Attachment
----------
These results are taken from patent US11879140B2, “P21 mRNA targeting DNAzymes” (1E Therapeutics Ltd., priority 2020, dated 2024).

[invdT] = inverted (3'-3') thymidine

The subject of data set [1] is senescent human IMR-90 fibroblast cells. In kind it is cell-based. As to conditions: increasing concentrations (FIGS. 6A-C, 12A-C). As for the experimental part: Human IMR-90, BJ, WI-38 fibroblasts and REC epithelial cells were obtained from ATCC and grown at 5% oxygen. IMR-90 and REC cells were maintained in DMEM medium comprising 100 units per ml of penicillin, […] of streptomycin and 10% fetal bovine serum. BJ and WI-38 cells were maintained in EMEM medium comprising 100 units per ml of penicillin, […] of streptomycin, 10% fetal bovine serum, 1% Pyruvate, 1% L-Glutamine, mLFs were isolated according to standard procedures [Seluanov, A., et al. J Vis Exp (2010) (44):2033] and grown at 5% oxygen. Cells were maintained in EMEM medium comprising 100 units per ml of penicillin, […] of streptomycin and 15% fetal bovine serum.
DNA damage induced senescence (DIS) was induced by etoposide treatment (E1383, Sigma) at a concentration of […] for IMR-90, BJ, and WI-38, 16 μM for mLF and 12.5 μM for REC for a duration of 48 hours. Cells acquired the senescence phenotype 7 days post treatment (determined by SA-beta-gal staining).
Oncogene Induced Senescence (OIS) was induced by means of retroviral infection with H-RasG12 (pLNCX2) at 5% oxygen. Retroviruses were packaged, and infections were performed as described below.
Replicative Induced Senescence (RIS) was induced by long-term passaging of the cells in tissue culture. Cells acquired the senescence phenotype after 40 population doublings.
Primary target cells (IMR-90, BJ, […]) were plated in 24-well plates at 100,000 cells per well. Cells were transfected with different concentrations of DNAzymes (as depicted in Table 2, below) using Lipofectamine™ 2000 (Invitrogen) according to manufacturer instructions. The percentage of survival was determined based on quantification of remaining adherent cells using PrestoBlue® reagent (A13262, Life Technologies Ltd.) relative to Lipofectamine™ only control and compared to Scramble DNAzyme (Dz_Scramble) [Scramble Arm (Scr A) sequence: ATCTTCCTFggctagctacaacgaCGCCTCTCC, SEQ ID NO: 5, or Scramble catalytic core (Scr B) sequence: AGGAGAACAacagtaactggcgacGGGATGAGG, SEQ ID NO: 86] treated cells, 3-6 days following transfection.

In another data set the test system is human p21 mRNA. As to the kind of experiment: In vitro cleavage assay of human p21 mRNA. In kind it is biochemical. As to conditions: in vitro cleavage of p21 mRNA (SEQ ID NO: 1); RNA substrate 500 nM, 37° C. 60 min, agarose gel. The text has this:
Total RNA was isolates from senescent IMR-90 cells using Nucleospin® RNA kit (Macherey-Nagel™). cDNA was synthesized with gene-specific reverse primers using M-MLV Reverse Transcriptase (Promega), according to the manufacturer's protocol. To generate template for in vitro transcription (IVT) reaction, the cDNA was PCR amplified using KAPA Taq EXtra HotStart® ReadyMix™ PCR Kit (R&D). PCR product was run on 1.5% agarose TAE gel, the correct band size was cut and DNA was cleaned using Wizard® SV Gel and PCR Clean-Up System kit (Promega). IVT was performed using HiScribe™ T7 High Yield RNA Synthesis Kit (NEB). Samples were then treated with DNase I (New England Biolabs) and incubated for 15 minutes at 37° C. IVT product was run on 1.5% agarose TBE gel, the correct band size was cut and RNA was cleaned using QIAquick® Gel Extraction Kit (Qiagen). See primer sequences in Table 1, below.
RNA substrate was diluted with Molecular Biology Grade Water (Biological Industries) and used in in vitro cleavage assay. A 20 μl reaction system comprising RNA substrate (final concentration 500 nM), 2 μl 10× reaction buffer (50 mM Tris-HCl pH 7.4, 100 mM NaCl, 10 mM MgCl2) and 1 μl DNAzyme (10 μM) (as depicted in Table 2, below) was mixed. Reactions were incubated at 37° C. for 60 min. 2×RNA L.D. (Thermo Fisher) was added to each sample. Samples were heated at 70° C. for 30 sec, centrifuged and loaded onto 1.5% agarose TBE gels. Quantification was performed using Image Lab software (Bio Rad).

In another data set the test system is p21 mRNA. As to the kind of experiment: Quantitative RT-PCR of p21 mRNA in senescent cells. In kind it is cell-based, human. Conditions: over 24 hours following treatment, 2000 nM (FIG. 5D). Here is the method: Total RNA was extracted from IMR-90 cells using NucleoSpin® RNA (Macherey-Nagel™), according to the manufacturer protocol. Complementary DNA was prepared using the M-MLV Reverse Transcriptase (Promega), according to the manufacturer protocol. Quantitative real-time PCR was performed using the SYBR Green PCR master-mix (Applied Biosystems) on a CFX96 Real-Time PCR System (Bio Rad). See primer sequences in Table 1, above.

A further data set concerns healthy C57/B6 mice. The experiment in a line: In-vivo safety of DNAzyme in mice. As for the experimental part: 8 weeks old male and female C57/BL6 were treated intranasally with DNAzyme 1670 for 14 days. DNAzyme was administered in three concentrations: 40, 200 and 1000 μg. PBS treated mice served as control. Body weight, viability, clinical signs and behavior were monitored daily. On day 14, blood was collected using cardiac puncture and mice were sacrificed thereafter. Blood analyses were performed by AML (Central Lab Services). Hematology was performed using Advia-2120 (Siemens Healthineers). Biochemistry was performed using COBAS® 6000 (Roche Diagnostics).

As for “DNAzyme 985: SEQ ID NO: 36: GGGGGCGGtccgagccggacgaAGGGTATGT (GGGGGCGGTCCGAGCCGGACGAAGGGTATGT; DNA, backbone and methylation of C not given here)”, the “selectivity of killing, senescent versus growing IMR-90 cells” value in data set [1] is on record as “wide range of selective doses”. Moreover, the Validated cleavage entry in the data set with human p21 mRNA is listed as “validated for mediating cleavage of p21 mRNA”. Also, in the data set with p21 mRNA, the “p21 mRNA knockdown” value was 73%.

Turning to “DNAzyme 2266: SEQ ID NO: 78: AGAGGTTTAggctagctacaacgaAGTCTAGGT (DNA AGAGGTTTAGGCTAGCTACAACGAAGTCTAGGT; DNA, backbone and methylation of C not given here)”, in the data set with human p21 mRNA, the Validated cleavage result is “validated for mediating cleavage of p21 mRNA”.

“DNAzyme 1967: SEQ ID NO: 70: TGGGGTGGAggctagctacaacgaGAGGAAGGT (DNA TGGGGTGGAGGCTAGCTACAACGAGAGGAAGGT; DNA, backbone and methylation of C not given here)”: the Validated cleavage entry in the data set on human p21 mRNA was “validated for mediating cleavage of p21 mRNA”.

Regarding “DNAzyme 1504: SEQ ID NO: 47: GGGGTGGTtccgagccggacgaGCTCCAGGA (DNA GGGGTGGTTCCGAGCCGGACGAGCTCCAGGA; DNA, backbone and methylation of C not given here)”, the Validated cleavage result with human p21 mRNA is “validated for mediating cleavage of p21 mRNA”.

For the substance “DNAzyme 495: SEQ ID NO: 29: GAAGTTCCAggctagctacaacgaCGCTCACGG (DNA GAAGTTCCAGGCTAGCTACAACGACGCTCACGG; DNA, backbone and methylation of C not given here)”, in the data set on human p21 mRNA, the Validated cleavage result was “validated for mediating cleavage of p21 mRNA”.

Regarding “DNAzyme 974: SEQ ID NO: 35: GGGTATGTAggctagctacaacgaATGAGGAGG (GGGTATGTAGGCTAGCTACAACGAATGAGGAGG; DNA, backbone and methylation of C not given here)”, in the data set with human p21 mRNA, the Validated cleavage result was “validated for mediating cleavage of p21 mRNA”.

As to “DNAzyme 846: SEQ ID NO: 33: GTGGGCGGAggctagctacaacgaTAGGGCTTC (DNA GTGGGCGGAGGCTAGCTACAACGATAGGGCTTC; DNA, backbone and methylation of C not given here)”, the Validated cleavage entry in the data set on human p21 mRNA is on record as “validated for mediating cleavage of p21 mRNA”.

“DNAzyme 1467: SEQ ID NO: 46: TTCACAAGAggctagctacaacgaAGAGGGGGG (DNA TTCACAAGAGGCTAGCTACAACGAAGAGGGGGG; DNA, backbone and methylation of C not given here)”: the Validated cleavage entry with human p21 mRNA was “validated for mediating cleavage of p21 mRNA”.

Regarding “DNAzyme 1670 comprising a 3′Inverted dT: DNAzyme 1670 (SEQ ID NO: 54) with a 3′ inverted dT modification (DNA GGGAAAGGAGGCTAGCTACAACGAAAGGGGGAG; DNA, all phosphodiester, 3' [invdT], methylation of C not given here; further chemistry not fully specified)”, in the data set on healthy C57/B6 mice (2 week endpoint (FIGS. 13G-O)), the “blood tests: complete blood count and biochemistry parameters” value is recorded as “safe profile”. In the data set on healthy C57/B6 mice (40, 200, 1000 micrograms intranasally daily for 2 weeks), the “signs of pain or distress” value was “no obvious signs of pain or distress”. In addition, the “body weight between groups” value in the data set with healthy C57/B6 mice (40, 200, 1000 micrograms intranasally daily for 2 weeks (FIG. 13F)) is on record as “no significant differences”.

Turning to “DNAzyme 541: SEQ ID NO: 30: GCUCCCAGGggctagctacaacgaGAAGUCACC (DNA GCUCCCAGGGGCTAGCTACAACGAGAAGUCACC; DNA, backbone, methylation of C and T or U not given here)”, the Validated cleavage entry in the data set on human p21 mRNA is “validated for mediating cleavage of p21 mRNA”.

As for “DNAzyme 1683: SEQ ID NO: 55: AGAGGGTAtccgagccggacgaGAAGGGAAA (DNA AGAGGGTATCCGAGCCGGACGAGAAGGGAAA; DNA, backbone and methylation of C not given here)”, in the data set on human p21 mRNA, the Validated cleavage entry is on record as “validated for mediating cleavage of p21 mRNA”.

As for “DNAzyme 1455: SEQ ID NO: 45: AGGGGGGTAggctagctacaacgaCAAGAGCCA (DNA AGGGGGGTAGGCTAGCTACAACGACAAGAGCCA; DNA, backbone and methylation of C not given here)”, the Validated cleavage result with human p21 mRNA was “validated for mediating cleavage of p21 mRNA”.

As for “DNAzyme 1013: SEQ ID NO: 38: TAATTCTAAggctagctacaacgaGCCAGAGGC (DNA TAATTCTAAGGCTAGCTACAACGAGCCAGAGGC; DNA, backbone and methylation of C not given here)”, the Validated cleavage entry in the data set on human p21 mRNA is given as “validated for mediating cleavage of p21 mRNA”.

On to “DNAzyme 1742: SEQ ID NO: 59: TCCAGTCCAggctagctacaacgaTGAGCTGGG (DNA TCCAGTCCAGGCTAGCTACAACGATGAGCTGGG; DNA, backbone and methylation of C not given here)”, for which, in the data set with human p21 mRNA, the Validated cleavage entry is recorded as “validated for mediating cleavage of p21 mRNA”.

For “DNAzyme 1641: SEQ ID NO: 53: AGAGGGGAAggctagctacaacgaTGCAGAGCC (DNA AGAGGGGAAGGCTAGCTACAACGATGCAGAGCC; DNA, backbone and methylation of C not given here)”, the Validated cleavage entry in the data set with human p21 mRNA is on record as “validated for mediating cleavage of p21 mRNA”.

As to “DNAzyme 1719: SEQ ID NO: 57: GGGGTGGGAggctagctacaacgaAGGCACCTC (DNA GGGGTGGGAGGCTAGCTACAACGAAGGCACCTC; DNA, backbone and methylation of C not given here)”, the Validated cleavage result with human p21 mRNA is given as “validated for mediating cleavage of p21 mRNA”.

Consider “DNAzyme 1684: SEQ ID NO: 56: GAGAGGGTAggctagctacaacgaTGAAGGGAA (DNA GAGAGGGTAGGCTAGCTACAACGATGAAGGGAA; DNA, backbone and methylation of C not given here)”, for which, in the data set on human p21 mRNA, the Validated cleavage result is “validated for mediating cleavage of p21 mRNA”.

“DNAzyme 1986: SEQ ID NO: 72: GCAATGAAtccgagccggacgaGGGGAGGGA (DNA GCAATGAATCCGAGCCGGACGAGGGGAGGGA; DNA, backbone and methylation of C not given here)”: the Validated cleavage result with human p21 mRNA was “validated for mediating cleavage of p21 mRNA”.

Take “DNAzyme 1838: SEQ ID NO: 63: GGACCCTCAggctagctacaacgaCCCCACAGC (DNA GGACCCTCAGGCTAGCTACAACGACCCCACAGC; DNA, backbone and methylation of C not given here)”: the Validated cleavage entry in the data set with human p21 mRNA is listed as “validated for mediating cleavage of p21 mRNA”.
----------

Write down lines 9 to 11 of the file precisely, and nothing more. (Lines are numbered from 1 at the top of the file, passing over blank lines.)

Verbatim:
Total RNA was isolates from senescent IMR-90 cells using Nucleospin® RNA kit (Macherey-Nagel™). cDNA was synthesized with gene-specific reverse primers using M-MLV Reverse Transcriptase (Promega), according to the manufacturer's protocol. To generate template for in vitro transcription (IVT) reaction, the cDNA was PCR amplified using KAPA Taq EXtra HotStart® ReadyMix™ PCR Kit (R&D). PCR product was run on 1.5% agarose TAE gel, the correct band size was cut and DNA was cleaned using Wizard® SV Gel and PCR Clean-Up System kit (Promega). IVT was performed using HiScribe™ T7 High Yield RNA Synthesis Kit (NEB). Samples were then treated with DNase I (New England Biolabs) and incubated for 15 minutes at 37° C. IVT product was run on 1.5% agarose TBE gel, the correct band size was cut and RNA was cleaned using QIAquick® Gel Extraction Kit (Qiagen). See primer sequences in Table 1, below.
RNA substrate was diluted with Molecular Biology Grade Water (Biological Industries) and used in in vitro cleavage assay. A 20 μl reaction system comprising RNA substrate (final concentration 500 nM), 2 μl 10× reaction buffer (50 mM Tris-HCl pH 7.4, 100 mM NaCl, 10 mM MgCl2) and 1 μl DNAzyme (10 μM) (as depicted in Table 2, below) was mixed. Reactions were incubated at 37° C. for 60 min. 2×RNA L.D. (Thermo Fisher) was added to each sample. Samples were heated at 70° C. for 30 sec, centrifuged and loaded onto 1.5% agarose TBE gels. Quantification was performed using Image Lab software (Bio Rad).

In another data set the test system is p21 mRNA. As to the kind of experiment: Quantitative RT-PCR of p21 mRNA in senescent cells. In kind it is cell-based, human. Conditions: over 24 hours following treatment, 2000 nM (FIG. 5D). Here is the method: Total RNA was extracted from IMR-90 cells using NucleoSpin® RNA (Macherey-Nagel™), according to the manufacturer protocol. Complementary DNA was prepared using the M-MLV Reverse Transcriptase (Promega), according to the manufacturer protocol. Quantitative real-time PCR was performed using the SYBR Green PCR master-mix (Applied Biosystems) on a CFX96 Real-Time PCR System (Bio Rad). See primer sequences in Table 1, above.